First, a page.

Food & Drink, Kitchen Staples

How to Grow Snow Pea Shoots Indoors

how to grow snow pea shoots indoors

Are you looking to grow snow pea shoots?  You’re in luck – here’s a guide on how to grow snow pea shoots indoors!

Snow pea shoots are the ultimate in container gardening.  They are also one of the easiest and cheapest things in the whole world to grow – let me show you how to grow snow pea shoots indoors so you can see for yourself!

To be honest, I hadn’t heard of snow pea shoots before, until last month, when I saw them in a shop for £1.75 for a small bag of them.  I whipped out my phone and searched on the internet  to see what they were, and discovered that they would be delicious in stir-fries and salads.  I also found that £1.75 for bag of shoots is a bit of a rip off when I could grow my own in a short space of time (and a small space) for much less than £1.75.

So instead I picked up a box of dried peas for the princely sum of 38p and got growing!  A third of a box of dried peas – so less than 13p –  got me this bountiful crop:

how to grow snow pea shoots indoors

Here’s how to grow pea shoots so you can have a constant crop of them for not much money.  It’s pretty much fool-proof.  Even if you’re not particularly green-fingered you could do this, and it would be such a fun thing to do with kids as the peas shoot quite quickly, and then they can eat their bounty!

How to Grow Snow Pea Shoots Indoors

How to Grow Pea Shoots


  • A box of dried whole peas
  • A tub - any tub will do.  Any plastic food tray such as the kind you get when you buy tomatoes or grapes will work great, and yay - recycling!
  • Compost cotton wool will also work great if you don't have any compost - although you will need to feed your peas
  • Water


  1. To work out how many peas you need place the dried peas into the empty (soil free) tub of your choosing - ensuring the peas are densely packed in one layer only.
  2. Empty the peas into a glass of water to soak overnight.  Don't skip this step.  We did the first time round and the peas never came to anything.
  3. The next day drain your peas and line your tub with a layer of compost or cotton wool (perhaps a centimetre thick)
  4. Add your peas.
  5. And there you go - leave on a sunny window ledge, and water when the compost or cotton wool feels a bit dry.  That's all it takes to grow pea shoots - it really is as easy as that!  You could cover them with a clear plastic tub (again, like a fruit tray) to trap heat.  It should only take about five or six days to get to a good height, ready for eating.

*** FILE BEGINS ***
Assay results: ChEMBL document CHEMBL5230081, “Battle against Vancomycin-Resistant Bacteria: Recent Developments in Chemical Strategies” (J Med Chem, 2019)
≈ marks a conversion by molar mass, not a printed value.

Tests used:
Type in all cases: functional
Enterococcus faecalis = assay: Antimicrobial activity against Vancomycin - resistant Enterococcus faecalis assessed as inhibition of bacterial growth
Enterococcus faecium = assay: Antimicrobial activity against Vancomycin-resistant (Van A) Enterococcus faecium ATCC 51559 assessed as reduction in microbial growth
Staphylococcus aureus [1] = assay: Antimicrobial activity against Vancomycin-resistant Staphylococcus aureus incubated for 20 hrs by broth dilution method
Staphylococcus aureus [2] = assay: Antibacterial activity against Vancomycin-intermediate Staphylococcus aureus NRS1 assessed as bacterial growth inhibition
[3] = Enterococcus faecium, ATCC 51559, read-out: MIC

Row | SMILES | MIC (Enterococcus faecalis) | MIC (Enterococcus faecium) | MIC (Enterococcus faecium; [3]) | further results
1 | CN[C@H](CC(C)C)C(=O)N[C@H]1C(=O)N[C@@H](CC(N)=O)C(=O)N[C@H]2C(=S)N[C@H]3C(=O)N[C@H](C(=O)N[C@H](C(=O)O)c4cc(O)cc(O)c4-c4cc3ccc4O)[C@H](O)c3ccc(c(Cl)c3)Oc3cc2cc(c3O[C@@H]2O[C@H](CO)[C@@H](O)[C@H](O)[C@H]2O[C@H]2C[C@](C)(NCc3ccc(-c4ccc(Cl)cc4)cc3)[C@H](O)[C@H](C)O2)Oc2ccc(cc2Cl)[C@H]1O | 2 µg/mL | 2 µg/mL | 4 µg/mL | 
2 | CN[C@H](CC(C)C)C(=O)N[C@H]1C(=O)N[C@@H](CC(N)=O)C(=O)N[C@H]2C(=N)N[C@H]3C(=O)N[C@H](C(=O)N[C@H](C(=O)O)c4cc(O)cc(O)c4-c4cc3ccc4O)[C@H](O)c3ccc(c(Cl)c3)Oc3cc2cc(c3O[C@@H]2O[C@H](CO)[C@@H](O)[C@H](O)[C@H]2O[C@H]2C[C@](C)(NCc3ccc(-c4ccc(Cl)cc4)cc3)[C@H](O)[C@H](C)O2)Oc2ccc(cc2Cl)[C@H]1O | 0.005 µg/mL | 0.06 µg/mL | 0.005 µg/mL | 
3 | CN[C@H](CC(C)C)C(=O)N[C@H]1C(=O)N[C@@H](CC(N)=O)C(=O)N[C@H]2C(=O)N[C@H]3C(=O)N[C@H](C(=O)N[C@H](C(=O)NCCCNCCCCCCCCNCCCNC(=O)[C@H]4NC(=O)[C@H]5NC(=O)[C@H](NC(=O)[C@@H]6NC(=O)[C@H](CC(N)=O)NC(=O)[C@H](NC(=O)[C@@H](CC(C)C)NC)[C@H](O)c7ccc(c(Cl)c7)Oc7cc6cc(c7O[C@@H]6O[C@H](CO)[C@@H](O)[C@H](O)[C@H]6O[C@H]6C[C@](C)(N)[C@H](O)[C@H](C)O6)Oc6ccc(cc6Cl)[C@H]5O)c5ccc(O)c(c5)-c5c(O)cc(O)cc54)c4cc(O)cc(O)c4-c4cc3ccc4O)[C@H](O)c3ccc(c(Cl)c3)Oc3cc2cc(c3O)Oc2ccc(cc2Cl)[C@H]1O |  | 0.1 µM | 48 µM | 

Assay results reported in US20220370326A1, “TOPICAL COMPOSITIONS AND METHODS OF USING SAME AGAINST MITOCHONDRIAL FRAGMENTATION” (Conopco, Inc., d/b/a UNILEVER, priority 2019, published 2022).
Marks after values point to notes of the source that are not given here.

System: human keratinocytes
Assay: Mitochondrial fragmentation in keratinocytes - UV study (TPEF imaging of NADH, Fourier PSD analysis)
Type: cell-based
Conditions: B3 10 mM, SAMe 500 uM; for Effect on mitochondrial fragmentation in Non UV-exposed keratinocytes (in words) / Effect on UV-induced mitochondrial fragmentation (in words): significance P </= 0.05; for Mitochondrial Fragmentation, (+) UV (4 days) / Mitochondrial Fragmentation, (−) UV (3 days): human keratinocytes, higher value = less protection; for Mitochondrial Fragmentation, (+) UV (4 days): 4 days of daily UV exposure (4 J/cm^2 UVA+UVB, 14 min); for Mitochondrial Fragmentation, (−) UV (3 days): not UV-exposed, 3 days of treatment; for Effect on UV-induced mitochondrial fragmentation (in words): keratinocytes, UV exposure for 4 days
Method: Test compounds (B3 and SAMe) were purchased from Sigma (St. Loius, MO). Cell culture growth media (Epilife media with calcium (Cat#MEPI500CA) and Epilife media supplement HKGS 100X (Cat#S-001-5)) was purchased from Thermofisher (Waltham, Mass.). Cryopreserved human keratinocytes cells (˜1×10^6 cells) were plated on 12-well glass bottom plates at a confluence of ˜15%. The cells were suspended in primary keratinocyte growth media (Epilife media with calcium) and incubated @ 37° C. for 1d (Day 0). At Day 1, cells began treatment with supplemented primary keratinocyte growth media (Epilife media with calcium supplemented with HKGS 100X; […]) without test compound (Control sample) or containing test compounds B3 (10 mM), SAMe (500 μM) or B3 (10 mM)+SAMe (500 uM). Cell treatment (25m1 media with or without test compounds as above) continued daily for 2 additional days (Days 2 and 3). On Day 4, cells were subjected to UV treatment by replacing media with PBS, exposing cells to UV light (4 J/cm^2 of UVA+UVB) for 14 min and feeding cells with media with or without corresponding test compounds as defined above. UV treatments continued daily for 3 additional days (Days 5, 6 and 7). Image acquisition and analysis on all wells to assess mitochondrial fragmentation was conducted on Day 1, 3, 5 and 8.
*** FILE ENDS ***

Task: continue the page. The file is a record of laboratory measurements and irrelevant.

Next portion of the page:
This was our batch of snow pea shoots after only a day and a half:

snow pea shoots

As you can see, they shoot fast!

A little tip – if you use cotton wool you’ll need to feed the peas.  We used cotton wool and the growth of our peas stalled at a few centimeters until we fed them with some cold black rooibos tea, and then they lept up in leaps and bounds.

Once your snow pea shoots are a few inches high, cut and enjoy!  Don’t leave them too long before cutting as once they get a bit taller and the stems thicken they start to taste quite bitter, which isn’t what you want at all!

snow peas

As the internet told me, snow pea shoots are delicious in stir-fries and salads; but I’ve also found they are tasty on pizzas, in pasta, and in sandwiches.  They taste intensely of pea, which, as a pea lover, is no bad thing.

They good thing about snow pea shoots is as they grown indoors you can have a constant crop all year round.  About three days into the growing cycle of the first batch simply sow another batch in another tub.

So there you go, that’s how to grow snow pea shoots indoors for under 50 pence!  Hap-pea growing! ;)

ps: other ideas to how to grow your own food cheaply!

Home, Home and Garden

Stylish Repurposed Furniture

repurposed furniture

As far as interior design trends go, repurposed furniture is one of the big things at the moment.

It’s part of the wider “industrial chic” trend, an oxymoron if ever there was one, and involves the use of old, often slightly shabby, ex-industrial pieces, in a modern more homelier setting.  Here are some examples of “industrial chic” repurposed furniture if, like me, you’ve been struggling to quite get your head around the concept:

industrial chic furniture

Image from here.

I’m not a follower of design trends – I just like what I like (which tends to be style classics that don’t date) –  so industrial chic doesn’t mean much to me.  However I do like the central ethos of it – repurposing old pieces that might otherwise go to waste, which is surely at the key core of sustainable living.

On the hunt for some stylish repurposed furniture, I found this old demi-john repurposed as a vase (pictured in the main image, above), a beautiful ex-industrial light, as well as this wire crate that has been repurposed into a small coffee table, all from Ginger and Mora:

industrial lampshade upcycled coffee table

All pieces would work well in any setting:  from cosy homes to those a bit more minimalist.

My ultimate repurposed furniture finds, however, were these stunning chairs sourced from a 1940’s Italian cinema, also on Ginger and Mora, which would fit right into my home in a heartbeat:

old cinema seat vintage cinema seat

vintage cinema chairs vintage cinema for sale

There’s a single and a double set available.  I’d love to have the bank of two in a living room or hallway.  Ok, not so thrifty, but so pretty!  So stylish!  So environmentally friendly!

What do you think?  Is industrial chic for you?  Or perhaps you’ve repurposed some furniture of your own?  Leave links in the comments below if you have any, or share on Twitter or Facebook – I’d love to have a look!